Debt collections from the dead

Last fall we reported on “Debt Collectors Gone Wild” where debt collection calls included threats of intimidation and even violence in some cases.  It seems that some debt collectors will continue to resort to any tactic, even those that are illegal, in order to collect on a debt, even if the debtor is dead.   Verbal abuse, phony lawsuits, and constant intimidation are just some of the techniques the banking industry uses to illegally pursue widows and grieving family members for the debts of deceased loved ones – debts that they don’t even owe. According to CreditCardAssist, a leading proconsumer financial advocacy group,  these instances are actually widespread practices.  Apparently national exposure in trusted magazines and business journals like the Washington Post as well as fines by the FTC aren’t stopping them, maybe changes in the laws as demanded by consumers can.

When Karyn Howard’s father passed away in 2008, she was convinced that it would be one of the hardest things she’d ever have to deal with. Little did she know that a call from Bank of America a few days later was about to make the ordeal much, much worse.

“It was the absolute worst phone call of my life,” she says. “The bank knew that there was a death and that he had no estate. The debt collector started screaming at me, saying she would call me every day until I paid the debt. And then over and over again, each time I told her to stop calling me, she kept screaming in a ‘Friday the 13th’ kind of voice: ‘Every day, every day, every day!’ I burst into tears and sobbed in front of a client.”

Karyn’s father owed money on a pickup truck he had purchased a few years prior. When he passed, Bank of America repossessed it. However, the truck’s value wasn’t enough to clear the balance in Karyn’s father’s name, so the bank sent debt collectors after his survivors.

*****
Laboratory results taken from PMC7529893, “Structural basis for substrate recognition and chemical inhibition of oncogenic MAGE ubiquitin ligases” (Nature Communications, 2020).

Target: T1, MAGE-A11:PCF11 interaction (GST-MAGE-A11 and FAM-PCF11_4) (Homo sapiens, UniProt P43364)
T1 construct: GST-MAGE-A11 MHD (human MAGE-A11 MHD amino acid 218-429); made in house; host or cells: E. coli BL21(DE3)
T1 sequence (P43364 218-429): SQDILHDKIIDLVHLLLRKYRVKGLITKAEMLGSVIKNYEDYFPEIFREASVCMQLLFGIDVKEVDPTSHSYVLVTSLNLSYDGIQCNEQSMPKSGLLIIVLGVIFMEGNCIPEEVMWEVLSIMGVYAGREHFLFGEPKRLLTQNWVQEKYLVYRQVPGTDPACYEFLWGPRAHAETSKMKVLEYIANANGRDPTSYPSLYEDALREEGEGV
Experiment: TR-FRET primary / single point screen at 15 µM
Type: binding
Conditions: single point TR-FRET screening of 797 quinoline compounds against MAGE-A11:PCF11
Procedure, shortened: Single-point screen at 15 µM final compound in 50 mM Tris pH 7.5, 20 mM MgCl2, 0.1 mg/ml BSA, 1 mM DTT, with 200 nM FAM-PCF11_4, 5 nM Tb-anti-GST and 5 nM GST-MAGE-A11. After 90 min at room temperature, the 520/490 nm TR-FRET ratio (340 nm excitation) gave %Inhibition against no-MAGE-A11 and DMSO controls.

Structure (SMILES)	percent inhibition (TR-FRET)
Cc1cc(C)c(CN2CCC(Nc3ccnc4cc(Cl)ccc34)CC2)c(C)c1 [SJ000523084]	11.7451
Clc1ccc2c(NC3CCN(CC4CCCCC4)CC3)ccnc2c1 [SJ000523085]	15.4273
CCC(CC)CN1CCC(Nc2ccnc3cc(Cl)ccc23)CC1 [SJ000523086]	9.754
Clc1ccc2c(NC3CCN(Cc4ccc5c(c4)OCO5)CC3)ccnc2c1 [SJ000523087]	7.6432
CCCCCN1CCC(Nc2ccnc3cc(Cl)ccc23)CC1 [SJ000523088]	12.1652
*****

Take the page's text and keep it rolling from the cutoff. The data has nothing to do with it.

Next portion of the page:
“Apparently, they read his obituary, found my grandmother and called her. My grandmother sang like a canary, happy to have someone to talk to, and she gave them all kinds of information, including how to find me.”

A collection agency working on behalf of Bank of America began calling Karyn continuously, both at home and at the vineyard where she worked as an events coordinator. Over the course of two months, the collector belittled Karyn, threatened her with lawsuits and insulted her late father. Though she begged the representative to stop, the calls only got more persistent. Finally, Karyn was forced to seek legal help. Her attorney had to send two letters threatening to sue for harassment before the calls stopped for good.

According to Credit Card Assist CEO Bill Hazelton, “When you die, your debts are forgiven by the state, but that doesn’t seem to matter to the banking industry.” “Grieving family members are being bullied into paying money they don’t owe. It’s illegal in the worst kind of way, and everyone knows about it, and nobody is doing anything to make it stop.”

In the Wall Street Journal, Tony Lloyd, a former manager for debt collector DCM Services LLC of Minneapolis, says the benefits of using death-debt collectors are clear. “The big selling point is that these collectors offer banks a cushion that shields them from actually having to do the gritty work of going after dead people’s families.”

The WSJ also reports;

“But debt collectors have found a way to help lenders get their money anyway. Working on behalf of financial giants from Bank of America and Capital One Financial Corp.  to Discover Financial Services  and Citigroup Inc.,  collection firms target survivors who might agree to pay at least part of what the dead person owed.  Debt collectors say the survivors have a moral obligation to pay, especially in cases where they benefited from purchases rung up by someone else. “

Collectors are willing to “help” survivors deal with the debt by offering to accept a lump sum payment, setting up payment plans or even taking the next income tax return.  Families in grief often agree to these alternatives, not realizing that they are not necessary.

Anyone with a credit card in their name should be pushing for legislative reform to stop this illegal practice before it goes viral. At the very minimum, the “cool down” period that the FTC shrugged off should be imposed. In every state, not just some of them, collection agencies should be forced to inform the families of the deceased, before they ask them for contributions, that they aren’t legally obligated to pay a debt. A verbal request to cease and desist should constitute a legal kill switch on collector calls to grieving family members.

Unfortunately none of these methods are in place to protect consumers.   Maybe they should be.


Excerpts used by permission from